Tuesday, December 17, 2019
#250 Carl Erskine
For no apparent reason, I haven't posted a card on here for two weeks. It is Christmas time and my weekends off have been dealing with shopping and whatnot. Plus, we finally got our house a puppy last week. But, for whatever reason, I haven't felt like posting much lately, which is a shame because I have got a few '50s cards to show off and those are really hard to beat. So, I made time tonight to feature one last 1952 Topps card. This is now the sixth '52 that I have got signed and I got it through the mail two months ago. It took me a whole nine days to get back. If I am going to make it to nine signed cards from this set, I am going to have to purchase the remaining three signed cards.
This is only the second card of Carl that I have posted on here and it has been nearly eleven and a half years since I posted the first one. I originally posted a '55 Bowman of Carl way back in the first month of this blog. I got that card signed at a Brooklyn Cyclones game and it was a blast getting (at that point) my oldest signed card autographed in-person. Since then, I have added three more signed cards of him to my collection and even one to my son's, all through the mail. In fact, the next card that I have to post on here is one of Oisk.
In that first post many moons ago, I mentioned nothing of Carl's playing career. Back then, it was all about how I got the card signed. But, Oisk had great career, all spent with the Dodgers. He suited up for them for twelve seasons and got to call Brooklyn and Los Angeles home. He finished his career with a 122-78 record with 13 saves and a 4.00 ERA. He made one All Star team and pitched in five World Series, winning it all in 1955.
Wednesday, December 4, 2019
#169 Howie Judson
Here is another recent through the mail success of mine. I sent this card to Howie in September and I had it back two weeks later.
Howie pitched in the Majors for seven seasons with the White Sox and Redlegs. He both started and relieved, but spent the majority of his career coming out of the bullpen. Over his career, he went 17-37 with 14 saves and a 4.29 ERA. I didn't even realize they tracked saves in the '40s.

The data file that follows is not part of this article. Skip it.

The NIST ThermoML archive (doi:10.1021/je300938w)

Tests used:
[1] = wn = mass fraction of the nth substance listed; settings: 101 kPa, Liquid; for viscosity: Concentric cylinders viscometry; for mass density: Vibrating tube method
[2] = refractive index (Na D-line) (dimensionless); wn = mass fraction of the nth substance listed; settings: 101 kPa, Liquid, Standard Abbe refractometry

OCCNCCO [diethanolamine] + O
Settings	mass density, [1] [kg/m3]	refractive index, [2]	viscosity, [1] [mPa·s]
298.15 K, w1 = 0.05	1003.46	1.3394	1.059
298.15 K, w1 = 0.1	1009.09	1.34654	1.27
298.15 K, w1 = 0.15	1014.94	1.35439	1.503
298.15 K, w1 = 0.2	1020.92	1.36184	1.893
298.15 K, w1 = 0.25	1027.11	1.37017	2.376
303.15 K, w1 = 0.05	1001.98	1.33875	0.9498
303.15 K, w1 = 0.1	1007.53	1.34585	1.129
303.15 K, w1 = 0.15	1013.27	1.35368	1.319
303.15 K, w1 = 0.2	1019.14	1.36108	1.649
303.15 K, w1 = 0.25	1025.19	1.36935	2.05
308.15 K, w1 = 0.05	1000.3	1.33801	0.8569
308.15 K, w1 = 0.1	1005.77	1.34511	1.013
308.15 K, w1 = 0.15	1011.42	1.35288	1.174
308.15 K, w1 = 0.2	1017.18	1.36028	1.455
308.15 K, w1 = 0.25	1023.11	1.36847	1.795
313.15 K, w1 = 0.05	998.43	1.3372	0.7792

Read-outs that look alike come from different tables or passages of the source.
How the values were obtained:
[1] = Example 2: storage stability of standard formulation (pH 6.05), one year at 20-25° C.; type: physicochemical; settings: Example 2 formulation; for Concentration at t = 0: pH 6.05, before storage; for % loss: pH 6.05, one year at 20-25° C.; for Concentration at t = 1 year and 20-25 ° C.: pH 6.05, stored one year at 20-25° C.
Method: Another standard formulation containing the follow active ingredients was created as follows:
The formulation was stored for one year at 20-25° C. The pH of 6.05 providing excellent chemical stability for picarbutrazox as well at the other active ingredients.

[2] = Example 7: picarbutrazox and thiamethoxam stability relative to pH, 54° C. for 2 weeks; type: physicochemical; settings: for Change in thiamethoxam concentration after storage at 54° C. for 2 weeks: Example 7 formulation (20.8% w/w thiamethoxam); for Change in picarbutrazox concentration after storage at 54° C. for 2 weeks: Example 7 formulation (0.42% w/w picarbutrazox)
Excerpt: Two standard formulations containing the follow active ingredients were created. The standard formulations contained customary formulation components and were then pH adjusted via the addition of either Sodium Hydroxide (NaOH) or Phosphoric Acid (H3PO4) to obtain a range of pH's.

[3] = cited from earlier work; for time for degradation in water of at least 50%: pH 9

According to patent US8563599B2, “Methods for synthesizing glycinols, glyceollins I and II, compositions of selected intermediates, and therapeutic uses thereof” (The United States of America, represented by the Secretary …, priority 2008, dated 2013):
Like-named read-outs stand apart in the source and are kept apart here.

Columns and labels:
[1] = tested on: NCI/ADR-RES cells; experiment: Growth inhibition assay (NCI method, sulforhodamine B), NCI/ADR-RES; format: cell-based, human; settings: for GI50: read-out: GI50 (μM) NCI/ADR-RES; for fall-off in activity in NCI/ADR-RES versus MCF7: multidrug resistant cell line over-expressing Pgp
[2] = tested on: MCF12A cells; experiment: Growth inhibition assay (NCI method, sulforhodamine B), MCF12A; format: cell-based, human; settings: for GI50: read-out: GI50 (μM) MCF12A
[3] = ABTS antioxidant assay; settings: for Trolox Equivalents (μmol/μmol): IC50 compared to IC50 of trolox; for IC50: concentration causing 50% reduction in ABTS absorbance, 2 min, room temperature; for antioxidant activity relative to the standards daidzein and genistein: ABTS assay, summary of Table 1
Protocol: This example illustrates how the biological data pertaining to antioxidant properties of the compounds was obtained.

It is so odd to me to see the strikeout and walk numbers from guys that played in Howie's era. Just like Carl Sheib, Howie finished his career with more walks than strikeouts. He walked 319 batters while just striking out 204 over 615 innings of work. That is good for a about three K's per nine innings of work. Nowadays, a pitcher with that kind of K/9 wouldn't even sniff the Majors, especially as a reliever. It is crazy how the game changes.
I noticed that Howie and Eddie Robinson, who are both pictured with the Sox in this set, are rocking two different hats. According to Dressed to the Nines, this hat was last used in 1945. The hat Eddie is wearing was last used in 1950. I wonder how accurate that site is as Howie didn't make it to the Majors until 1948.
Tuesday, December 3, 2019
#40 Irv Noren
Next up in the '52 Topps procession is this beautiful looking horizontal card of Irv Noren. I sent this card, along with ten bucks, to Irv in October and I had it back two weeks later. Sadly, Irv passed away three weeks after I got the card back.
Irv played in the Majors for eleven seasons with the Senators, Yankees, A's, Cardinals, Cubs, and Dodgers. Over that time, he was a .275 hitter with 65 home runs and 453 RBI. His best season was probably his rookie campaign in Washington. That year, he hit .295 with career-highs in homers (14) and RBI (98). Despite those impressive numbers, Irv did not receive a single vote for Rookie of the Year. Four years later, with the Yankees, Irv would get his lone All Star team nomination in a season in which he finished with a .319 average, 14 homers, and 66 RBI.
Irv appeared in three World Series as a Yankee, all against the Dodgers. The Yanks triumphed in two of the three and Irv hit .148 in eleven World Series games. He was also a member of the Yankees 1956 championship team, but missed most of the season and the Series to injuries.
Irv played in three NBA games in 1946 with the Chicago American Gears.